There are plenty of reasons to bemoan the changes in blogging – the pressures to review books, the controversy over monetizing or not, lack of transparency, author backlashes, and demands to track stats and increase traffic. So, it was with a great deal of gratitude and not a little pride to see book bloggers get a boost from author Beth Kephart in her article (posted yesterday to Publishing Perspectives), The Value Rubric: Do Book Bloggers Really Matter? Beth shares her own personal story of how bloggers impacted the sale of two of her books and asserts “I have again born witness to the power of book bloggers.”
It got me thinking about the value of what we book bloggers do. Do we make a difference? Does what we say on our blogs positively impact the sale of books? Do more people read because we promote literacy? It is not something that is easy to measure by the numbers – and yet, I think, the perception is that bloggers do make a difference. How else to explain the wooing of bloggers by publishers and authors alike?
I also started thinking about why I blog. It is easy to get burned out, to find myself discouraged or overwhelmed. It is hard to set boundaries and find my comfort level between review books sent to me and my own personal library. There have been moments when I have pounded my fist and declared, “No more. I can’t take one more review book.” But then I do because I love what I do here on my blog. I love finding a book I can get behind – one that sweeps me away, breaks my heart, takes me to someplace I have not been before. And I love sharing those kinds of books with other readers.
Two years running now, my reading has consisted of more than 75% of new-to-me authors. That is in large part due to blogging – not only because new writers’ books are being pushed into my hands by publicists, but because I am discovering new voices from reading other people’s blogs and being involved with this vibrant community of readers. Last year I rated an astonishing 25% of the books I read as five stars. Nine out of the fourteen books which made my Best of 2011 list came as review books (either ARCs or finished copies offered up for review) – more than 50%. Would I have read these books if not for blogging? Probably not. Before I began blogging, my reading consisted mostly of books from the best seller lists or those which garnered top spots on the bookstore shelves. Most of the books I was blown away by in 2011 were not on those shelves or lists.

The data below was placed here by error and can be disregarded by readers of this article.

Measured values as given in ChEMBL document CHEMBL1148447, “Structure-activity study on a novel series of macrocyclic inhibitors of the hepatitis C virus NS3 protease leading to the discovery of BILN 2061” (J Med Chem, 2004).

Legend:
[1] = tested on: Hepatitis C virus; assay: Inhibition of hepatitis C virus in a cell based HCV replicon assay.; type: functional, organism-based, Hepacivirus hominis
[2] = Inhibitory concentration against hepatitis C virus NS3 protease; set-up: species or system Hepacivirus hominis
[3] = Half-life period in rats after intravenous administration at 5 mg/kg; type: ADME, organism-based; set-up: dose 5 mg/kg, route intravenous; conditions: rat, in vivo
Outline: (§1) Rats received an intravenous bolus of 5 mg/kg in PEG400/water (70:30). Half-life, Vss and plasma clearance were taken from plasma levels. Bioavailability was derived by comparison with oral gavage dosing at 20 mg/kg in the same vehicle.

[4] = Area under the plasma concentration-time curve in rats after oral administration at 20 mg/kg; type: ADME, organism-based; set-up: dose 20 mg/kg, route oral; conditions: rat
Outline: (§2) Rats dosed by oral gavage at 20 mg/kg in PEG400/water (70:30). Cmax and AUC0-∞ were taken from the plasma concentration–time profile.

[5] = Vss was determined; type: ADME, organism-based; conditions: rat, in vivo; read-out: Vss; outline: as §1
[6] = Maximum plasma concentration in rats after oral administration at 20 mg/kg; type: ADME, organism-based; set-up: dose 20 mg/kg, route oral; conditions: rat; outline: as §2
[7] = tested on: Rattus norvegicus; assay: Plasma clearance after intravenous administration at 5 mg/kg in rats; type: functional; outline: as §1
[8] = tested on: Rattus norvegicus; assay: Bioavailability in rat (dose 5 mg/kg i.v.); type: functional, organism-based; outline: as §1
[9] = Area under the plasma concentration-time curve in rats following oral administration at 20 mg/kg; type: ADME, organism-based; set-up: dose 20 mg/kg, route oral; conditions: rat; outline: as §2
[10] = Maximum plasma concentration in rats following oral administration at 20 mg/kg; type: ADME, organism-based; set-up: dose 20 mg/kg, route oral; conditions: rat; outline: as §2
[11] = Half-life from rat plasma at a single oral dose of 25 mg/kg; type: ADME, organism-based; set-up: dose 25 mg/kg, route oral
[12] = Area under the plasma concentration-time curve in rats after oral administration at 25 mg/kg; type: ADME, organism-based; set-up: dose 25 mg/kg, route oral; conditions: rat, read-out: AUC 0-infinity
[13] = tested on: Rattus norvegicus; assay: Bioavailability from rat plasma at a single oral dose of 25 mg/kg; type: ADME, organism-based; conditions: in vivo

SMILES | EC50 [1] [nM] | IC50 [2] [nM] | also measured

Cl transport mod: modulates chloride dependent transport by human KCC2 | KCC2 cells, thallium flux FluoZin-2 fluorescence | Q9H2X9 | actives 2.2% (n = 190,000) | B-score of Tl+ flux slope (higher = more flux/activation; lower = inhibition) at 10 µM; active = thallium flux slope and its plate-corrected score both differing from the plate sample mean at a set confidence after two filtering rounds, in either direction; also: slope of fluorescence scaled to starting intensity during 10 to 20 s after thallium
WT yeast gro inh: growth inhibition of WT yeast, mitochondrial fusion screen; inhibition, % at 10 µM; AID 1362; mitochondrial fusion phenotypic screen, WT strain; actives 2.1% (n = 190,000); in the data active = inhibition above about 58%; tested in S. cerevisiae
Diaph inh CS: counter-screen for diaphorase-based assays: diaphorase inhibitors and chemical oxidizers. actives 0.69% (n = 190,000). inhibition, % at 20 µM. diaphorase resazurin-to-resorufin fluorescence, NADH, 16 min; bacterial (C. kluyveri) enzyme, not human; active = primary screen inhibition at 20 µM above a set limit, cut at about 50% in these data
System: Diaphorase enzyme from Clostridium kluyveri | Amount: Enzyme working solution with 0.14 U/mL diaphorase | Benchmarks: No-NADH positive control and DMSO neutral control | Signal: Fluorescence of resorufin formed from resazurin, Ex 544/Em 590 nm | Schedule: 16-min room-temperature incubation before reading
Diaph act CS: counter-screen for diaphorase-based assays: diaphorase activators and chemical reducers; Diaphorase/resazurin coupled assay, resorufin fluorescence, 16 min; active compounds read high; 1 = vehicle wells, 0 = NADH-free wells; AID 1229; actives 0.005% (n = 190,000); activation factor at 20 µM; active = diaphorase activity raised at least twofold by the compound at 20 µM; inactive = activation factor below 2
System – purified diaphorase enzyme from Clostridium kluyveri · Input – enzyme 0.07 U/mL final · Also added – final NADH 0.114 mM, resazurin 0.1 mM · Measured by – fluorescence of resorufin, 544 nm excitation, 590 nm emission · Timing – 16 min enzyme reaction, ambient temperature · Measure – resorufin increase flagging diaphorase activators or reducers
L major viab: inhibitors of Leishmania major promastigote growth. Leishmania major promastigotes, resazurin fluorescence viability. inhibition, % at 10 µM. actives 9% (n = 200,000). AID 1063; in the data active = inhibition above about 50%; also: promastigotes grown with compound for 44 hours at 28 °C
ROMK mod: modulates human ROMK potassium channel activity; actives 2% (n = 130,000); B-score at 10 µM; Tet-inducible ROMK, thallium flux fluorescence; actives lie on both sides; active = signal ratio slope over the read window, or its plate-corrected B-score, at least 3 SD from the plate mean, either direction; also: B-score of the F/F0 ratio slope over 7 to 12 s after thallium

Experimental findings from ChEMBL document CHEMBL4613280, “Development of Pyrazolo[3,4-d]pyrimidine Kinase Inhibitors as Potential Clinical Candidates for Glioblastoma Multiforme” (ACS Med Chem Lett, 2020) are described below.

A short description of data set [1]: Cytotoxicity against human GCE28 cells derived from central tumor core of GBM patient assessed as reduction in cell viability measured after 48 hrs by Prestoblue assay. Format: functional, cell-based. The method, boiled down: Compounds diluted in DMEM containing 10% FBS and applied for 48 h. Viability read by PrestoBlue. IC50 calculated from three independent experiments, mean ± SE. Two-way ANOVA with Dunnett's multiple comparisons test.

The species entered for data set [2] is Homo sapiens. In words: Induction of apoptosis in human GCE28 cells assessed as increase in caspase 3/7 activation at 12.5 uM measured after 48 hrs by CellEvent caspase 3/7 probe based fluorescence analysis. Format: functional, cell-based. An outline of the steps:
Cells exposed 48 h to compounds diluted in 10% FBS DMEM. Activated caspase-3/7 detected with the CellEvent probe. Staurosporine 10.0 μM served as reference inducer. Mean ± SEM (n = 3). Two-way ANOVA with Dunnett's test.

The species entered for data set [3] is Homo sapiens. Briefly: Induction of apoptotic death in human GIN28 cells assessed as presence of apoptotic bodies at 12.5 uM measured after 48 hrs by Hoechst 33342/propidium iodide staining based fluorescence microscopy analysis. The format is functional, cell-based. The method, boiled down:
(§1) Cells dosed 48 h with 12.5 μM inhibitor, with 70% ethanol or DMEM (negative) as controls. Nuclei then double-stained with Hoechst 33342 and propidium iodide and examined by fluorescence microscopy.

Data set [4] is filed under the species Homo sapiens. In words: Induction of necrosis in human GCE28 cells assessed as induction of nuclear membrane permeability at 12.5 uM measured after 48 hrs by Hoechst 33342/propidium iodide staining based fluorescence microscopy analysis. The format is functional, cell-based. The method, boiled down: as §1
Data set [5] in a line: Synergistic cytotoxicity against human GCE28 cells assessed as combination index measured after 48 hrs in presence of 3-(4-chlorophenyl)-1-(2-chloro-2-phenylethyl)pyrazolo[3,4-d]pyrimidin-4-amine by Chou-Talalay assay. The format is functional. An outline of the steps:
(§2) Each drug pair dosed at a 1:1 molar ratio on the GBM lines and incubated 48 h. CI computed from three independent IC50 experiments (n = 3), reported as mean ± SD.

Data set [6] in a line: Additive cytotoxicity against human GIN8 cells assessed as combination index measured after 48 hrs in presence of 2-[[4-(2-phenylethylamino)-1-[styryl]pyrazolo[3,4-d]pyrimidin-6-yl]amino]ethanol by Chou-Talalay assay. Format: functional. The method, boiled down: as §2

The bottom line is that I can credit blogging with introducing me to the best books out there. I depend on my blogger friends for recommendations…and I have made connections with industry professionals and authors who I never would have met if it were not for my blog.
I don’t see myself as a marketer of books. The truth is, when I write a review or gush about a book I loved, or host a giveaway, my intent is not to sell the book, but to share my love for it. If at the end of the day, that results in improving sales, all the better because sales mean that more people are reading, and in this day and age where independent bookstores are going out of business and the news stories tell of how reading has declined…sales are a positive indication that reading is not dead after all.
All this ruminating has led me to the conclusion that for all its challenges, book blogging does have a measurable, positive impact – not only for authors like Kephart who has forged an alliance with book bloggers which has expanded the reach of her wonderful books, but for bloggers and readers too. When I open my Google Reader and begin browsing through the hundreds of amazing book blogs there, I find myself inspired, intellectually stimulated, and eager to pick up my next book. Book bloggers help authors (and by extension, publishers), but we also enrich our own lives through this endeavor – clearly this is a win-win for everyone.
What do YOU think? How much impact has blogging had on YOUR life?